Uganda under NRM 24 years later

Thursday January 28 2010

President Museveni welcomes Moi in Mbale, eastern Uganda, as the rally opened. Photo/GEOFFREY SSERUYANGE

President Museveni welcomes Moi in Mbale, eastern Uganda, as the rally opened. Photo/GEOFFREY SSERUYANGE 

By MONITOR Reporter

On Wednesday Uganda celebrated two-and-a half decades of the National Resistance Movement rule under which the country has prospered. However, it has not escaped the fate of democratising republics in Africa where the present is at variance with liberation-era promises. Below, excerpts from our sister paper the Daily Monitor on the anniversary

If someone had suggested in 1986 that President Museveni would be in office more than two decades later, he would have been taken out and shot, or locked away in a mental asylum. The man who led the National Resistance Army to power was a revolutionary, not a politician. He had waged a people’s liberation war to rid the country of “sectarianism, backwardness and corrupt leadership”.

There was little to suggest that Mr Museveni had any ambitions beyond restoring security, establishing the rule of law, and breathing life into the economy. He openly mocked African leaders who flew to the United Nations in their private jets while their subjects walked around barefoot in stark poverty.

He chided previous regimes for importing expensive furniture and whiskies from European capitals and promised to buy his cutlery and furnish State House with cheap, locally-available goods. Having organised Resistance Councils in liberated areas, the left-wing revolutionary leader spoke of taking power and giving it back to the people to be exercised in a democratic fashion.

However, two decades later, President Museveni is still in power and planning to seek re-election in 2011 which would stretch his reign to 30 years. The revolutionary who argued, in ‘What is Africa’s Problem’, that one of the biggest challenges facing the continent was leaders who over-stayed in office, had the Constitution changed in 2005 to allow him stand for another term in office.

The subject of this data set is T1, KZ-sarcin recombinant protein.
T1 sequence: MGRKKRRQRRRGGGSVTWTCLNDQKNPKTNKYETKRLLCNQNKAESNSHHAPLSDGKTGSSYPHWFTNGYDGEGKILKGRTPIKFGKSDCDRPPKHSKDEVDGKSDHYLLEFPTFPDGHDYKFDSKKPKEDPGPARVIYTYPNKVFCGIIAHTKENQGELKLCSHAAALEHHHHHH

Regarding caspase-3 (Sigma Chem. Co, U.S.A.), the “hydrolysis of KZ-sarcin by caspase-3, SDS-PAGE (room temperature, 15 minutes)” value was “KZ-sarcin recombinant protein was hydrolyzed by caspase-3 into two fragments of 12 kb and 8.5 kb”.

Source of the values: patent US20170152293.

Many observers are now united in the reality that President Museveni has no intentions of handing over power on a silver platter, at least not in the near future. “He is a political survivor; he knows how to survive and is so determined such that if there is anything in his way he must get rid of it,” says Mwambutsya Ndebesa, a political historian at Makerere University. “His ultimate goal has always been power and how to maintain it.”

That long-term strategy of accumulating and retaining power has been achieved through short-term tactics. When the NRA came to power in 1986, it was promised to be a short-term process of normalisation to prepare the country for elections within a couple of years. In 1989, with growing questions about how many years were required to normalise the country, the lifespan of the National Resistance Council was extended and focus turned to the need for a new Constitution.

In 1994 a Constituent Assembly was elected and a new Constitution, widely applauded for its progressive clauses, including a two-term limit to the presidency, promulgated in 1995, paving the way for elections in 1996. President Museveni, then at the zenith of his political powers after 10 years in office, ran for his ‘first’ term against Paul Kawanga Ssemogerere and won, despite allegations of foul play.

In 1999, Museveni’s former comrade-in-arms, Dr Kizza Besigye wrote a stinging paper accusing the ruling National Resistance Movement (NRM) of betraying the ideals of the war of liberation and not allowing internal debate and dissent. President Museveni was re-elected on the ticket of professionalising the army, and in an election marred by irregularities.

Those, like former minister-turned opposition leader Jaberi Bidandi Ssali, who shared Dr Besigye’s sentiments but had given the President the benefit of the doubt to stand for his last term, were caught unawares when pro-Museveni loyalists started campaigning to lift the two-term limit on the presidency, from around 2003 – with covert but ultimately overt support from President Museveni.

“What stands out is a very unfortunate character of a leader who has a big problem of living his word,” says Bidandi Ssali, who was dropped from Cabinet after he publicly opposed the lifting of the term limits. Prof. Edward Rugumayo, who has known Mr Museveni since 1970, is more charitable in his views towards the President.

“I know him as a man who has been consistent in genuinely wanting to get to power to manage and transform this country,” he says. Aggrey Awori, who ran against Mr Museveni in 2001, but has since joined government as the ICT minister, says of the President: “A very determined fellow; knows what he is doing, where he has come from and where he is going.”

Others, however, express no surprise about Mr Museveni’s long stay in power and his shifting positions on that and other issues. Maj John Kazoora, who joined the NRA out of university in the early 1980s, but has since joined the opposition, says: “I don’t need to tell that to you; he said it himself that he is a chameleon and people didn’t take it seriously.

“He was speaking to young people at Makerere before the Bush War. Everything he said was wrong, everything he fought against he has surpassed. He told us in the bush that the 1966 Buganda crisis was a political one and did not require a military solution but he has done the same sending in the military.”

NRM officials say they have achieved most of the 10-point programme they promised as part of the fundamental change, and made progress on others. Critics say President Museveni and his government have acquired the same extravagant tastes of previous regimes, presided over rampant corruption and state patronage and failed to achieve good governance.

Africa Insight is an initiative of the Nation Media Group’s Africa Media Network Project